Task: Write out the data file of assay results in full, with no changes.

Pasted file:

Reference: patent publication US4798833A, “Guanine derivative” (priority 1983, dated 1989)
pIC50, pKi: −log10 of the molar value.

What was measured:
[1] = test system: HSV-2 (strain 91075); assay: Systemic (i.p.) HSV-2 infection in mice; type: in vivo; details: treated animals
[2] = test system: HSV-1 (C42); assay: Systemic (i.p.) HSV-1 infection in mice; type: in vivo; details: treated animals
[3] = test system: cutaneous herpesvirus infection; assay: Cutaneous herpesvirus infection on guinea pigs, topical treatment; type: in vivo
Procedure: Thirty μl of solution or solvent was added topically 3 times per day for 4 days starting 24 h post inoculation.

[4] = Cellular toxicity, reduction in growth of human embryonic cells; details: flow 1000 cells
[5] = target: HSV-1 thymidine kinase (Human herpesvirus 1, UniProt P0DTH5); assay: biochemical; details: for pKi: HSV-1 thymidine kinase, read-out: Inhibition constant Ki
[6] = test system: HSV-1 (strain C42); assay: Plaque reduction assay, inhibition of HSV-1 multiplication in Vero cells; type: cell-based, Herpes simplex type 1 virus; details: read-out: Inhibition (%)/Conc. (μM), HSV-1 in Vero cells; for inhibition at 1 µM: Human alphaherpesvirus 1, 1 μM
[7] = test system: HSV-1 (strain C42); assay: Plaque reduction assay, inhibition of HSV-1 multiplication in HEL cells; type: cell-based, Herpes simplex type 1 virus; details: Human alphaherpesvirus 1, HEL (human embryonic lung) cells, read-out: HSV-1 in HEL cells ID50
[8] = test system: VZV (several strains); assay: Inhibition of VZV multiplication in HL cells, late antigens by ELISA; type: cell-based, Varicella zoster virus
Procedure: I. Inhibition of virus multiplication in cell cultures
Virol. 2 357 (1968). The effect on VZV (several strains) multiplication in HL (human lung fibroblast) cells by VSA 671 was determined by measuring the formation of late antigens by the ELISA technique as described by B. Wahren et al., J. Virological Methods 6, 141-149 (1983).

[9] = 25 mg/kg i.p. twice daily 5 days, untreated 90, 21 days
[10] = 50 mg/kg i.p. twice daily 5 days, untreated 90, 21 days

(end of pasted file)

Reference: patent publication US4798833A, “Guanine derivative” (priority 1983, dated 1989)
pIC50, pKi: −log10 of the molar value.

What was measured:
[1] = test system: HSV-2 (strain 91075); assay: Systemic (i.p.) HSV-2 infection in mice; type: in vivo; details: treated animals
[2] = test system: HSV-1 (C42); assay: Systemic (i.p.) HSV-1 infection in mice; type: in vivo; details: treated animals
[3] = test system: cutaneous herpesvirus infection; assay: Cutaneous herpesvirus infection on guinea pigs, topical treatment; type: in vivo
Procedure: Thirty μl of solution or solvent was added topically 3 times per day for 4 days starting 24 h post inoculation.

[4] = Cellular toxicity, reduction in growth of human embryonic cells; details: flow 1000 cells
[5] = target: HSV-1 thymidine kinase (Human herpesvirus 1, UniProt P0DTH5); assay: biochemical; details: for pKi: HSV-1 thymidine kinase, read-out: Inhibition constant Ki
[6] = test system: HSV-1 (strain C42); assay: Plaque reduction assay, inhibition of HSV-1 multiplication in Vero cells; type: cell-based, Herpes simplex type 1 virus; details: read-out: Inhibition (%)/Conc. (μM), HSV-1 in Vero cells; for inhibition at 1 µM: Human alphaherpesvirus 1, 1 μM
[7] = test system: HSV-1 (strain C42); assay: Plaque reduction assay, inhibition of HSV-1 multiplication in HEL cells; type: cell-based, Herpes simplex type 1 virus; details: Human alphaherpesvirus 1, HEL (human embryonic lung) cells, read-out: HSV-1 in HEL cells ID50
[8] = test system: VZV (several strains); assay: Inhibition of VZV multiplication in HL cells, late antigens by ELISA; type: cell-based, Varicella zoster virus
Procedure: I. Inhibition of virus multiplication in cell cultures
Virol. 2 357 (1968). The effect on VZV (several strains) multiplication in HL (human lung fibroblast) cells by VSA 671 was determined by measuring the formation of late antigens by the ELISA technique as described by B. Wahren et al., J. Virological Methods 6, 141-149 (1983).

[9] = 25 mg/kg i.p. twice daily 5 days, untreated 90, 21 days
[10] = 50 mg/kg i.p. twice daily 5 days, untreated 90, 21 days